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Norwegian Nickel Controversy

Strongly worded Final statement from the Norwegian NCP for the alleged breaches of OECD guidelines of Intex Resources ASA

Jan 04, 2012

The Norwegian NCP issues its final statement regarding the complaint filed by Framtiden i våre hender against Norway-based Intex Resources for violating indigenous peoples’ human and environmental rights in 2009. In its final statement the Norwegian NCP concludes that Norwegian-owned Mindoro Nickel Project in the Philippines should consult a broader group of indigenous peoples and be more transparent about adverse environmental impacts.

After the NCP received the complaint in 2009, the complaint was forwarded to Intex. Intex submitted its response and several meetings were held between the different parties. In order to further examine the allegations the NCP commissioned a fact-finding mission conducted by independent experts in accordance with mutually agreed terms. After no movement on the case has made for almost a year, in 2011 the recently reconstructed independent Norwegian NCP picked up the case in March 2011 and offered its services in relation to mediation, which the parties declined

The NCP continued with examining the complaint in accordance with the relevant provisions of the OECD Guidelines and issued its final statement, using all the submitted information by Intex and Framtiden i våre hender. With regards to the main accusations the NCP concluded that Intex neglected to consult the “affected” indigenous groups or inform the stakeholders of the possible environmental damages. On the basis of the OECD Guidelines, the NCP applied a broad interpretation of “consultation” and states that it does not only include those that inhabit a specific land, but also those who use it according to their tradition and culture. In the view of the NCP, Intex should have systematically investigated how many indigenous people would be affected by their activities and consult them. Intex had conducted impact assessments which identified and addressed some of the environmental and social points discussed in the complaint, however, according to the NCP the analysis of Intex is lacking on some important points such as more detailed management and monitoring plans. Intex was furthermore accused of bribery in relation to its mining exploration permits.  Concerning this allegation, the NCP concluded that it could not find any evidence indicating any involvement in bribery or corruption. However, more investigation is needed in order to clarify certain transactions of Intex with other parties.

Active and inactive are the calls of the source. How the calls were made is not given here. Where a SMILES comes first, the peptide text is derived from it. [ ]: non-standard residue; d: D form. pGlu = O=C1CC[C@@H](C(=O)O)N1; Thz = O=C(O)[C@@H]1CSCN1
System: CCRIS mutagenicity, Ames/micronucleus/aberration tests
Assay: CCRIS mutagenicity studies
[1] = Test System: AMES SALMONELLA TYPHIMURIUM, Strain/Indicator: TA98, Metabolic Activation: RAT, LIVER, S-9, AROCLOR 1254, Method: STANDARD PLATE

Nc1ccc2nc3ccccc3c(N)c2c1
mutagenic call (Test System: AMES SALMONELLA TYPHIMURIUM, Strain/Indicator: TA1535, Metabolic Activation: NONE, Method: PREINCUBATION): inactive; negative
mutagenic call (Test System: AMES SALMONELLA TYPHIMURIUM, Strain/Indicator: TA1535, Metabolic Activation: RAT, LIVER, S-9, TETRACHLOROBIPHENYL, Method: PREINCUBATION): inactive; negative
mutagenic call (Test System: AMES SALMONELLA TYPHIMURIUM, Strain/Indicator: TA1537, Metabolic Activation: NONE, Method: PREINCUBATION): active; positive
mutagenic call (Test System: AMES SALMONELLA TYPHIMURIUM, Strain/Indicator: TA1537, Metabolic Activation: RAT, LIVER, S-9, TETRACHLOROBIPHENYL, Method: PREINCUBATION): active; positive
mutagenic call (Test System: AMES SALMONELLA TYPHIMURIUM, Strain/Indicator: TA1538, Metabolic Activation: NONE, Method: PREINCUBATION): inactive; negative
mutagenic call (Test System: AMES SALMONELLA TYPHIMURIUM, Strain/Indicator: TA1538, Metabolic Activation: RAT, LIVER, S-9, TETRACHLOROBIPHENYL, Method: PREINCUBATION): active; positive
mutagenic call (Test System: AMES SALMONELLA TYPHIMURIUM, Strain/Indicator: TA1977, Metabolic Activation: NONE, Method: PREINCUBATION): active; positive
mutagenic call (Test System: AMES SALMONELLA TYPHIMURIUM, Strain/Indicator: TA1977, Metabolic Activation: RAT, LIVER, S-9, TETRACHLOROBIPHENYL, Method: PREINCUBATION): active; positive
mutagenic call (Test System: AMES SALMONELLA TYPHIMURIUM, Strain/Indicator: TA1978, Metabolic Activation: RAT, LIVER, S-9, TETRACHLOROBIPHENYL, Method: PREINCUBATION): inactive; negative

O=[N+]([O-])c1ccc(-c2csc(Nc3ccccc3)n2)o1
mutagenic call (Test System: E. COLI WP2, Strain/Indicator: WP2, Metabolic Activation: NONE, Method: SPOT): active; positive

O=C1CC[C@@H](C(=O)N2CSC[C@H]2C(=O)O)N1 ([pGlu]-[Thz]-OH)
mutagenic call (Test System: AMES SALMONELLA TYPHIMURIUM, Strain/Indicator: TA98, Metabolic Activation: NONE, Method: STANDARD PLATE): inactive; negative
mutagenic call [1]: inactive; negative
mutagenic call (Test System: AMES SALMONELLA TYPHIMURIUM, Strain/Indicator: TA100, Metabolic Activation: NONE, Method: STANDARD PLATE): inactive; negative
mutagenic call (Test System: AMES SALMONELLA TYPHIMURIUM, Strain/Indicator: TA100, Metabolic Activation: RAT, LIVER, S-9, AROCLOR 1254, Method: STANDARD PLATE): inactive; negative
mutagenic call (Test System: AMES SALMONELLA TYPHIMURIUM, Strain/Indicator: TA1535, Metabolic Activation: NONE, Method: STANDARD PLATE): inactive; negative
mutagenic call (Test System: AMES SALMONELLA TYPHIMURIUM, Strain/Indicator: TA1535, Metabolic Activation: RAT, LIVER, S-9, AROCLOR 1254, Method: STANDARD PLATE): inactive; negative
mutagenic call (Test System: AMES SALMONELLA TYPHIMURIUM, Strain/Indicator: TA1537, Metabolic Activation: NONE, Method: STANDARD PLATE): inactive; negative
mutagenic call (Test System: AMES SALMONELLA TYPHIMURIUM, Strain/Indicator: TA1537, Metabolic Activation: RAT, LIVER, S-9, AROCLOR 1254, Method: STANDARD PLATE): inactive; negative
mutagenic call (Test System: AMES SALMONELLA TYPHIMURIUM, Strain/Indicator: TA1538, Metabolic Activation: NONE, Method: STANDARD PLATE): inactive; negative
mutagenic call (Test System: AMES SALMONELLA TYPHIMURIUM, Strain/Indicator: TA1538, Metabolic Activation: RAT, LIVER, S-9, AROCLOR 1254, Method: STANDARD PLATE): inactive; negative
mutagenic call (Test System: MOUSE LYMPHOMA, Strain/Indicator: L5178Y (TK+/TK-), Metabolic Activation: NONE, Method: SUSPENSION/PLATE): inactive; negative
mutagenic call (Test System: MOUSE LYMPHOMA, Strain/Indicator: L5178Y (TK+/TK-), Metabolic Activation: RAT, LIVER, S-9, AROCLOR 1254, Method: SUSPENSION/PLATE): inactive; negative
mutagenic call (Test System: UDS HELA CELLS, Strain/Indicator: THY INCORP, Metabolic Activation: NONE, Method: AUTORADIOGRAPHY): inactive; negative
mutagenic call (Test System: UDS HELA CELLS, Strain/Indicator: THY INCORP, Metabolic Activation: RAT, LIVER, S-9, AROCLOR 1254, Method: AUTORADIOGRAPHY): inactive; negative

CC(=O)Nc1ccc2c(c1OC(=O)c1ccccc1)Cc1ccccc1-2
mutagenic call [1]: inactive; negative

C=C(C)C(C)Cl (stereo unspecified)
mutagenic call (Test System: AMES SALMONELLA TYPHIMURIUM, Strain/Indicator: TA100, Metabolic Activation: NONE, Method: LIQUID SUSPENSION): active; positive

The NCP made several recommendations where Intex can make improvements, among others with regards to consultation, disclosure and transparency, and its grievance mechanism. In addition, as overall assessment the NCP stated that due diligence processes apply in all states of production including the planning of activities. For instance, the NCP advised Intex to conduct a proper due diligence in all relevant areas by going beyond identifying and managing material risks to the enterprise, and by including the risks of possible impact related to all matters covered by the OECD Guidelines.

 For more information also see the OECD Watch case database


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